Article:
Pardon my ignorance on tissue culture. Why can't people like Wistuba or Bob Cantley, do their tissue cultures straight off cuttings from plants from the wild, rather than from plants grown from seeds? Plants from seeds take 2-3 years to mature and by then only discovered that the plants may not be pure! Surely, a leaf or two from a plant won't hurt.
The main difficulties with this method is that it uses Meristem cloning and Nepenthes apparently can not be meristem cloned. Some have said it's because the Nepenthes becomes infected with a kind of fungus soon after germination which does not affect the plant in *nature or in standard cultivation but when introduced to TC agar medium the fungus which dwells within the plants fibers takes over and kills the culture.
This is purely heresay that I have read I do not know from personal experience.
Swords is pretty much correct Choong. Nepenthes are internally contaminated with all sorts of things. If the meristem tissue is excised correctly and a decontamination regimen that kills pathogens without killing the delicate plant tissues is followed, then the technique is possible. Another problem is that the very small amounts of plant tissue involved need to be nurtured in near perfect conditions to survive. All Nepenthes don't necessarily thrive on the same TC media. If the media is just a little bit out, the plant tissue can die even if it has been successfully decontaminated.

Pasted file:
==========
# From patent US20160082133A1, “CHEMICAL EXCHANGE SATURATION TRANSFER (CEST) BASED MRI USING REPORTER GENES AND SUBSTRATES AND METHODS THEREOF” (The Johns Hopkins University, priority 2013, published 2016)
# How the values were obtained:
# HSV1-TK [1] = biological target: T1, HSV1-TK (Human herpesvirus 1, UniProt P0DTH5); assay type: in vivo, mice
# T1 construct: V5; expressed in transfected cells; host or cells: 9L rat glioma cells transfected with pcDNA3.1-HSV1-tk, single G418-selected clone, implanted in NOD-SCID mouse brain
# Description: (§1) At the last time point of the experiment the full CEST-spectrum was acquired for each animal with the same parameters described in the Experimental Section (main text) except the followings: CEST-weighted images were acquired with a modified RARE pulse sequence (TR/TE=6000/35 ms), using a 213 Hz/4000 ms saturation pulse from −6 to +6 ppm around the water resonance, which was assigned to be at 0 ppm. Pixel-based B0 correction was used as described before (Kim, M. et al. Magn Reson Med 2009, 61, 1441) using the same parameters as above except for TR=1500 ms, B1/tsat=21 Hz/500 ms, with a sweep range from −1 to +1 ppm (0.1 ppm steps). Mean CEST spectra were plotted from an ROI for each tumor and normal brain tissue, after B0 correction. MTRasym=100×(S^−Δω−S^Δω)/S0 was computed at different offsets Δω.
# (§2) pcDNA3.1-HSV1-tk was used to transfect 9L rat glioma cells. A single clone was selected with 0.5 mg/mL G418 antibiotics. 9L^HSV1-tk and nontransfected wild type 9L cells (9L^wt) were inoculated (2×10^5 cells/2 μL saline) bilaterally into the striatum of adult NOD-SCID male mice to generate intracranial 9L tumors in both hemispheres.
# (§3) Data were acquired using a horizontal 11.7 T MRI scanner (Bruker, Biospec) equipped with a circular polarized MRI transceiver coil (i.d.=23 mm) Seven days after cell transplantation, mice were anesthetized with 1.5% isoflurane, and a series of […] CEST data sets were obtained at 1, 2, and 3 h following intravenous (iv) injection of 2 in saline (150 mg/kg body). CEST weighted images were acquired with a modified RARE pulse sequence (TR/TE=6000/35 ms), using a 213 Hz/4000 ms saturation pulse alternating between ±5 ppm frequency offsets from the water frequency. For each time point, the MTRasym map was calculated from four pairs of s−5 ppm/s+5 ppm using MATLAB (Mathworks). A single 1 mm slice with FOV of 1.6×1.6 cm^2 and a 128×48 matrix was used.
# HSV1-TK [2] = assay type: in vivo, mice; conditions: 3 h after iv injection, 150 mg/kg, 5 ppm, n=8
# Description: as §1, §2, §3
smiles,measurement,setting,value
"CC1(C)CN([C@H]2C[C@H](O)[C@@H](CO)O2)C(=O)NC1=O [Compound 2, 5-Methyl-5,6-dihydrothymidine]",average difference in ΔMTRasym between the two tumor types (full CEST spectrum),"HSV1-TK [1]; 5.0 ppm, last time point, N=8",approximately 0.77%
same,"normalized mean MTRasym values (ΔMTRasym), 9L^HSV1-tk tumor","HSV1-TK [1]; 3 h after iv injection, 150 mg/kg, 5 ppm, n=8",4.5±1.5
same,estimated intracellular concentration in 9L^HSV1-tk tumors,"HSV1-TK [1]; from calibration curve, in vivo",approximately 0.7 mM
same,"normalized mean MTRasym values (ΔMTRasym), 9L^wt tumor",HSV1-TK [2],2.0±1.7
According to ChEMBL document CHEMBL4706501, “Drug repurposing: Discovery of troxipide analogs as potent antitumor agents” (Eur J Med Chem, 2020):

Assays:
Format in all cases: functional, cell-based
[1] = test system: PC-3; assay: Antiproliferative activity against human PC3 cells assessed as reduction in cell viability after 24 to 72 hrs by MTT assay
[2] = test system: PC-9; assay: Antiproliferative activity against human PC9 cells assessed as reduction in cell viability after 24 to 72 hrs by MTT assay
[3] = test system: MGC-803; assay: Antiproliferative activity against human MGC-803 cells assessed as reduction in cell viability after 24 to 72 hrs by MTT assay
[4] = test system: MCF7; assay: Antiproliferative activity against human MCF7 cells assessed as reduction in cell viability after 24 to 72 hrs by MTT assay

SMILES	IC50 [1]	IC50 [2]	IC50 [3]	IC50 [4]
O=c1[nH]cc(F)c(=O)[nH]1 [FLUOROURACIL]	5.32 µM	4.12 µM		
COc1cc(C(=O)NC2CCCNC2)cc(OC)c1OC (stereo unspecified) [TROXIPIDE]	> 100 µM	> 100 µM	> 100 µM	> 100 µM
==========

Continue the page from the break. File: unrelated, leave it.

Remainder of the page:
It can be done but it's really very difficult! With such a low success rate, people are afraid of doing it with rare plants since it kills the meristem every tiem you try. Of course, the idea is to get rare plants into TC. Those people that have occasionally succeeded have done so experimentally with common species so far as I know. I have succeeded with N. ampullaria but alas it was a common speckled variety. I just haven't yet had the courage to start gouging meristem tissue out of a William's Red!